TVD Radar: Dave Alvin, King of California 25th anniversary remastered edition in stores 6/28

VIA PRESS RELEASE | Craft Recordings is pleased to announce the 25th anniversary reissue of GRAMMY®-award winning artist Dave Alvin’s King of California. Available at streaming services and on CD, and for the first time on vinyl, the album was originally released in 1994, to critical acclaim on Hightone Records. The remastered, expanded edition includes a previously unreleased instrumental studio track, “Riverbed Rag,” along with bonus material.

Recorded in Los Angeles the day after the historic 1994 Northridge earthquake and produced by Greg Leisz, King of California had its genesis in the album’s title track, a readymade folk ballad, written for his mother, in which an aspiring suitor heads west to make his fortune in the wild, still-young Golden State. “King of California is when I decided ‘this is when I let the song tell me what it sounds like,’” says Alvin. “Ever since then, that’s been my rule. It sounds ridiculous, but it was something I had to learn.”

Featuring acoustic interpretations of some of the finest songs in his catalog, along with new, folk-inflected compositions, and notable covers, Dave Alvin found the true measure of his own voice with King of California. “It was ironic that for a guy who was known as a loud guitar player and questionable singer, his best seller was an acoustic album,” says Alvin.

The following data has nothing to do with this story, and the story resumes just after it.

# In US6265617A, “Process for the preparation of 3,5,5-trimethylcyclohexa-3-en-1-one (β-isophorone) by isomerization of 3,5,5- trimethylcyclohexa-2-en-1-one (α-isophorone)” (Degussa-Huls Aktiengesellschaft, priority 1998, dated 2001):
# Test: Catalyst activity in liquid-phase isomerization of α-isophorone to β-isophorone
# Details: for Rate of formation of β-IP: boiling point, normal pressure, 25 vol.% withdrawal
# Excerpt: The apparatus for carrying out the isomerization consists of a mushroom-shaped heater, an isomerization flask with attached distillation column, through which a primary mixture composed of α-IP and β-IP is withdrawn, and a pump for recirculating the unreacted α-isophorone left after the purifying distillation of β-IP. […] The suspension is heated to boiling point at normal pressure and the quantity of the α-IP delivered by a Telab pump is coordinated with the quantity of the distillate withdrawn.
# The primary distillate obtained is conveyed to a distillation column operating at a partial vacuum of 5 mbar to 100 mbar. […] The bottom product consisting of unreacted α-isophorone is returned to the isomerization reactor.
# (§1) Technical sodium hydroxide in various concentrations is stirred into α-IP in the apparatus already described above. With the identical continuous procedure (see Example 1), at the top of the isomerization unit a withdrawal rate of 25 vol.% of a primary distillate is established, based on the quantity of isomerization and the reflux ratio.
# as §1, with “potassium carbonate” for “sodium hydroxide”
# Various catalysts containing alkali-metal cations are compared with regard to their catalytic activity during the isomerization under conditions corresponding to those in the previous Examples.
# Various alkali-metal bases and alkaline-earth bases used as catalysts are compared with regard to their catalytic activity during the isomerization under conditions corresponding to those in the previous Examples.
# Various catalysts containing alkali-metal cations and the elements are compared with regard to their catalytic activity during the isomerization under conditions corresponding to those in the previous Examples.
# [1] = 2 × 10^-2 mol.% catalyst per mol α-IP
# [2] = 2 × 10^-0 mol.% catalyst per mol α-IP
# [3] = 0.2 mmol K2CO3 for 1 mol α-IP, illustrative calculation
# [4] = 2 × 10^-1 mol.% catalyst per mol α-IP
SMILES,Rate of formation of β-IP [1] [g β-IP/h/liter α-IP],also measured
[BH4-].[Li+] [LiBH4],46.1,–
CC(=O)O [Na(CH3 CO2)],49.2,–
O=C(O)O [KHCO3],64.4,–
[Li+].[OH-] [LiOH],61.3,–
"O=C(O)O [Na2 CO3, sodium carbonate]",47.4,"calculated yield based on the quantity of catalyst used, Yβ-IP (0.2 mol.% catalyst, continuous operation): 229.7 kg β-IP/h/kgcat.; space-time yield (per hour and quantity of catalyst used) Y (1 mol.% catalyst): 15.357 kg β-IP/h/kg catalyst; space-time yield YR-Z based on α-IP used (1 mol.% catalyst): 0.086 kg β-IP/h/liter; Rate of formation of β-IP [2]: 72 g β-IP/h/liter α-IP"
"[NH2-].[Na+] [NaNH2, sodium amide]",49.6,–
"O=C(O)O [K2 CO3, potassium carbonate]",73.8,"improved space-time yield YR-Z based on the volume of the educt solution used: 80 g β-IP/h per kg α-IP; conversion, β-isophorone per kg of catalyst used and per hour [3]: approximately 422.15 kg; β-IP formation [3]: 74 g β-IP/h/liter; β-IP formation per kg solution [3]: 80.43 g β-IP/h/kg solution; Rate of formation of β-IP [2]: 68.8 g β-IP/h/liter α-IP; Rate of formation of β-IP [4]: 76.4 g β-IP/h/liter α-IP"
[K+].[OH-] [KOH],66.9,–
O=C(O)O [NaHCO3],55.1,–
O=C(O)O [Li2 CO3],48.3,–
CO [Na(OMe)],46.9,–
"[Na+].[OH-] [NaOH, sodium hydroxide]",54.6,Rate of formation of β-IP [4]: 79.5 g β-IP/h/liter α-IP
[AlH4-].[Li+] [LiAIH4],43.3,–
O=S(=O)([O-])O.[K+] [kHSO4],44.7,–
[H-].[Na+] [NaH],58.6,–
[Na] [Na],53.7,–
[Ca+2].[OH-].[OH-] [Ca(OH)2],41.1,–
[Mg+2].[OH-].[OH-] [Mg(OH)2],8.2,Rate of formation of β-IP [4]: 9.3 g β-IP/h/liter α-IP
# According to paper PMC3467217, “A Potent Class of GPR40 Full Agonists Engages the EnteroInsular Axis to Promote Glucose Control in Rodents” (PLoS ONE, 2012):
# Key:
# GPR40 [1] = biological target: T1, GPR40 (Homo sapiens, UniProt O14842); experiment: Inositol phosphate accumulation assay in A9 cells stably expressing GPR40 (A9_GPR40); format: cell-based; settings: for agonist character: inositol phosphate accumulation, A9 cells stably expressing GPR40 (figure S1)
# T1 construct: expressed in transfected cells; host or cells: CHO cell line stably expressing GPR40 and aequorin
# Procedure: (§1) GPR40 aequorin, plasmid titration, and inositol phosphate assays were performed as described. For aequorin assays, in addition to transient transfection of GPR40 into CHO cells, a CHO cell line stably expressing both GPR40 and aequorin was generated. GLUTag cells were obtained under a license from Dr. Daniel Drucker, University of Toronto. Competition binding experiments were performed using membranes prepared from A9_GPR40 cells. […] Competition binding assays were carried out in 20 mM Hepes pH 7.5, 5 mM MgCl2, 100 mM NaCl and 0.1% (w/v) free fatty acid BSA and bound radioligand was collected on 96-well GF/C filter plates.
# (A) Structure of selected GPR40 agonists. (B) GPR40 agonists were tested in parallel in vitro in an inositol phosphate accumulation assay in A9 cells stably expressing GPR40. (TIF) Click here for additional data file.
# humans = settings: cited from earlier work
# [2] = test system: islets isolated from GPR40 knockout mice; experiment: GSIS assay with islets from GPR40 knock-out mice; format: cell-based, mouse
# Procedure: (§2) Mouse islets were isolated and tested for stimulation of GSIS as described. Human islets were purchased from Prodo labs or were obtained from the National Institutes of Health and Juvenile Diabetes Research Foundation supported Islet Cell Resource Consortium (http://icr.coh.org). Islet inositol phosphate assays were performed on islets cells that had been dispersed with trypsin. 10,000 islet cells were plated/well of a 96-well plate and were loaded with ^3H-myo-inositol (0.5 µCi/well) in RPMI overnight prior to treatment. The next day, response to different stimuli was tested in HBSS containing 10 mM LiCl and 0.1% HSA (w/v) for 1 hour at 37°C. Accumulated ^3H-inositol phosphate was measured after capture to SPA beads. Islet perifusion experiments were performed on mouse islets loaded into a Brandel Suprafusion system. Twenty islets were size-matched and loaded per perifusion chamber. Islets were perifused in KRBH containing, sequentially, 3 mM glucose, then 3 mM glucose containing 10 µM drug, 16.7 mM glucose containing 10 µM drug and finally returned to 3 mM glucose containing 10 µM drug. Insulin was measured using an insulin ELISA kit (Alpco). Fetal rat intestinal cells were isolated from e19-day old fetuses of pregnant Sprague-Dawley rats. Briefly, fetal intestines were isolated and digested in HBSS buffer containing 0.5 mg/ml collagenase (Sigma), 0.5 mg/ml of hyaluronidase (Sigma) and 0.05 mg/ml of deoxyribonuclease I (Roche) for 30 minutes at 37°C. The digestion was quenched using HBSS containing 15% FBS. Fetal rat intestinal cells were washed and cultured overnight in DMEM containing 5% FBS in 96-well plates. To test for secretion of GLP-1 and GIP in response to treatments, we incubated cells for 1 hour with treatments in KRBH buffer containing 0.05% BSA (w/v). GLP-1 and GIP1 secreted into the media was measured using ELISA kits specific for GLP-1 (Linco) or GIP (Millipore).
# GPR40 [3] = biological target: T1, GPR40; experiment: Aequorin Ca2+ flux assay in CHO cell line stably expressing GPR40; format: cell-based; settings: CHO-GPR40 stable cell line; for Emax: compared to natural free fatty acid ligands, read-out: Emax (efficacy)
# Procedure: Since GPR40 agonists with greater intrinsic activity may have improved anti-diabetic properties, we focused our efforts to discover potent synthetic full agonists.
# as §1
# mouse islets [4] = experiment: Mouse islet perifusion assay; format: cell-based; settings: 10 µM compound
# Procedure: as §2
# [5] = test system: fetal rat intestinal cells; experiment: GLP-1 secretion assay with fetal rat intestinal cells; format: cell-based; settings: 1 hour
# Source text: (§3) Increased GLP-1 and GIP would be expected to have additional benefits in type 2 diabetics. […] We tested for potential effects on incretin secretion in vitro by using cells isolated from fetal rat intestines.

Included are songs written and originally recorded during the ’80s: “Barn Burning” from American Music (1980) the debut album from The Blasters, “Bus Station” and “Leaving” from the Blasters’ Non Fiction (1983), “Little Honey,” written with X’s John Doe and featured on the Blasters’ Hard Line (1985), and “Fourth of July,” which appeared on both X’s See How We Are (1997) and on Alvin’s solo album Romeo’s Escape (1987). “Every Night About This Time” also appeared on the latter album.

Like the records Alvin made as a member of the Blasters, King of California features a variety of covers, including Tom Russell’s’“Blue Wing,” Dallas singer-pianist Whistlin’ Alex Moore’s “West Texas Blues” (retitled “East Texas Blues”), Memphis Slim’s classic “Mother Earth,” and “What Am I Worth,” a George Jones song, featured here as a duet with the incomparable Syd Straw. The album also includes co-writes with Rosie Flores (“Goodbye Again”).

The expanded edition includes a previously unreleased track from the recording sessions, “Riverbed Rag,” an instrumental designed for a guitar-dobro duel by Alvin and Leisz, and inspired by the usually dry San Gabriel River that both musicians grew up exploring. Two additional covers, Merle Haggard’s “Kern River,” originally recorded for the 1994 Haggard tribute album Tulare Dust (co-produced by Alvin and Tom Russell), and Katy Moffatt’s “The Cuckoo,” from her 1999 Alvin-produced album Loose Diamond, round out the bonus tracks.

“I’m real proud of [King of California] twenty-five years later,” Alvin says. “The whole process was a revelation, to record with everybody in the studio sitting roughly in a circle. Sitting there on the edge of my chair with an acoustic guitar knowing that if I blow this chord we have to start over. And I could use my voice; when I was recording electric my voice couldn’t lead the band. In this situation I could. That allowed a certain openness and freedom I hadn’t experienced before. And for Greg, this was his baby, his chance to produce me and get my voice right. His calmness in all of this led to the vibe of the record.”

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